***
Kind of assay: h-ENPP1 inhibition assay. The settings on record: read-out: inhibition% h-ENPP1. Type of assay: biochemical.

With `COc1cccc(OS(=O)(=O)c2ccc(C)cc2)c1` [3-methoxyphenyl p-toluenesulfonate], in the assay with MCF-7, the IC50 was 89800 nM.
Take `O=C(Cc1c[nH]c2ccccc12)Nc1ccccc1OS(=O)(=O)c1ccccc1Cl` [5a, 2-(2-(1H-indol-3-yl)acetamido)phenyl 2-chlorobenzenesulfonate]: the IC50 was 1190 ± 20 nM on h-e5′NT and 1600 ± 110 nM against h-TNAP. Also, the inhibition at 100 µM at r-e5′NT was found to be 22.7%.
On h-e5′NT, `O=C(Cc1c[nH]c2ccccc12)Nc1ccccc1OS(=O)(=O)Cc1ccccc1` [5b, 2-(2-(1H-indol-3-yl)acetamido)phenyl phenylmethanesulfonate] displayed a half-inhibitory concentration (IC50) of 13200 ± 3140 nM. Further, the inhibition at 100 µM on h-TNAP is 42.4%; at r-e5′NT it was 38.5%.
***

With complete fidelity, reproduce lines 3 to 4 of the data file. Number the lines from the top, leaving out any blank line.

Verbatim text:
Take `O=C(Cc1c[nH]c2ccccc12)Nc1ccccc1OS(=O)(=O)c1ccccc1Cl` [5a, 2-(2-(1H-indol-3-yl)acetamido)phenyl 2-chlorobenzenesulfonate]: the IC50 was 1190 ± 20 nM on h-e5′NT and 1600 ± 110 nM against h-TNAP. Also, the inhibition at 100 µM at r-e5′NT was found to be 22.7%.
On h-e5′NT, `O=C(Cc1c[nH]c2ccccc12)Nc1ccccc1OS(=O)(=O)Cc1ccccc1` [5b, 2-(2-(1H-indol-3-yl)acetamido)phenyl phenylmethanesulfonate] displayed a half-inhibitory concentration (IC50) of 13200 ± 3140 nM. Further, the inhibition at 100 µM on h-TNAP is 42.4%; at r-e5′NT it was 38.5%.